A GFCI is one way to make an ungrounded circuit that you cannot manage to retrofit ground for safer than an otherwise unprotected ungrounded circuit.
However, it is always preferable (and required in any new work) to have an actual ground connection as well. Things fail in various ways, and if the grounding pin on a grounded item is actually connected to ground, more failure modes are protected against.
As a somewhat contrived example, if a tool with a metal shell and a grounded cord was plugged into a an ungrounded GFCI outlet but on an insulated surface, and it had a failure connecting hot to the grounded case, the case would be live, but without current flowing (it's on an insulated surface) the GFCI would not have a reason to trip until you picked it up and provided a path for current to go out of the circuit. If the GFCI works, you get a mild shock and it trips - if it fails (and they do, though more often "dead" than "alive", presumably by design) you just get shocked.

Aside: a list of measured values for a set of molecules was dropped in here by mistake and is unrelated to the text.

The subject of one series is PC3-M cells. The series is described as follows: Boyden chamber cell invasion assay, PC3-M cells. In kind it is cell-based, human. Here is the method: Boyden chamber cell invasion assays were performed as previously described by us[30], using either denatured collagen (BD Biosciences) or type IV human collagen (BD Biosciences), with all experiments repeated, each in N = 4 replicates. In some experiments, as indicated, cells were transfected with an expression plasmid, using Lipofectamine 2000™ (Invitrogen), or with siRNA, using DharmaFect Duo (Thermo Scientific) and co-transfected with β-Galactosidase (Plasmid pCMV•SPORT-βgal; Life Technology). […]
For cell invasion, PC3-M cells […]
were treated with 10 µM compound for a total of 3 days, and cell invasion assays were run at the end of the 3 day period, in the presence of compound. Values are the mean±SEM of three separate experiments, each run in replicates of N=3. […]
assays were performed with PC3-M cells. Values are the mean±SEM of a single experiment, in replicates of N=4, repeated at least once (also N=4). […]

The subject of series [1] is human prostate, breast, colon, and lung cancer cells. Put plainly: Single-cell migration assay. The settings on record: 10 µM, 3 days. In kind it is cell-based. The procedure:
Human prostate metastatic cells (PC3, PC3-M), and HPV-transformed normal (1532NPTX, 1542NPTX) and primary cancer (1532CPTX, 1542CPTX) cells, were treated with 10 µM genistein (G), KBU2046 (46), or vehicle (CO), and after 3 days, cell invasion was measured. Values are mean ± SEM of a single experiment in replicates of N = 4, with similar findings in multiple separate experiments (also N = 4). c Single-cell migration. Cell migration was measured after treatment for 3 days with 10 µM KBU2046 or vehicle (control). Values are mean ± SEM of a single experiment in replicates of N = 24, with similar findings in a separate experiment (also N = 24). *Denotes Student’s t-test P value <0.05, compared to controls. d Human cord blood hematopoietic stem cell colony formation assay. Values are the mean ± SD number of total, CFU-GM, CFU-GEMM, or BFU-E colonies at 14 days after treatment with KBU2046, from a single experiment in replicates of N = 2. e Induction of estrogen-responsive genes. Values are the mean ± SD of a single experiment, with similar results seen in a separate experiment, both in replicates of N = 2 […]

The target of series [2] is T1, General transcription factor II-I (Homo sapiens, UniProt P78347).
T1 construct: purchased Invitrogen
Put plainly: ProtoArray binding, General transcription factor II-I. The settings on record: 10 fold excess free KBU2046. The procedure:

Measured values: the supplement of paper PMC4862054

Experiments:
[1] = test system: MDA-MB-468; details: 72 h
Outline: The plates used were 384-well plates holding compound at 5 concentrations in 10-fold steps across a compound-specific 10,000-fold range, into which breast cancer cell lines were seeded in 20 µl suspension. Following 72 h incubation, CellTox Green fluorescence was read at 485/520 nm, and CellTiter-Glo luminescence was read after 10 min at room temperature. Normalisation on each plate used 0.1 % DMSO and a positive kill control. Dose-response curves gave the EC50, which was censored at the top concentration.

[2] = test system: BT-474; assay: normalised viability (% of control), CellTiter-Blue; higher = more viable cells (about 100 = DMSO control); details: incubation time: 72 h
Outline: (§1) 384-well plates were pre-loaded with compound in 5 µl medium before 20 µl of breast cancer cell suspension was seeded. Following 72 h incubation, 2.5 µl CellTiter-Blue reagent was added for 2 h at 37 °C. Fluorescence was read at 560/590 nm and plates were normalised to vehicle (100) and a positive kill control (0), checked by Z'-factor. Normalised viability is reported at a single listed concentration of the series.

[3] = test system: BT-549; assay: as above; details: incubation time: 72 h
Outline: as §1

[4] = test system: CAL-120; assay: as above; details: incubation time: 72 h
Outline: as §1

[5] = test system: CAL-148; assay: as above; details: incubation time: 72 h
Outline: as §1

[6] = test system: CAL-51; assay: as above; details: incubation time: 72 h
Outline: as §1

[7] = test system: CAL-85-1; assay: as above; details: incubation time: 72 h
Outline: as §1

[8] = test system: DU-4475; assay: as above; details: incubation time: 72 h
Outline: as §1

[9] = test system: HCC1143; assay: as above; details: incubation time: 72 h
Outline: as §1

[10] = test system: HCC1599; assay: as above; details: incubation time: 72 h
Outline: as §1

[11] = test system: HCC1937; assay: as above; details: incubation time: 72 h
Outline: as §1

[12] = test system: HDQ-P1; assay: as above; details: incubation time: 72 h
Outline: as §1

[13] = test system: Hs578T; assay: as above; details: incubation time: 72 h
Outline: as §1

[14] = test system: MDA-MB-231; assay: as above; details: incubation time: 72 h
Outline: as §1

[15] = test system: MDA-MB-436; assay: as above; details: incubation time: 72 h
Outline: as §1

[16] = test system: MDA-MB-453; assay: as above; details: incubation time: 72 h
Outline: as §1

If it was grounded, either the GFCI would trip or the circuit breaker would trip. You would not be involved.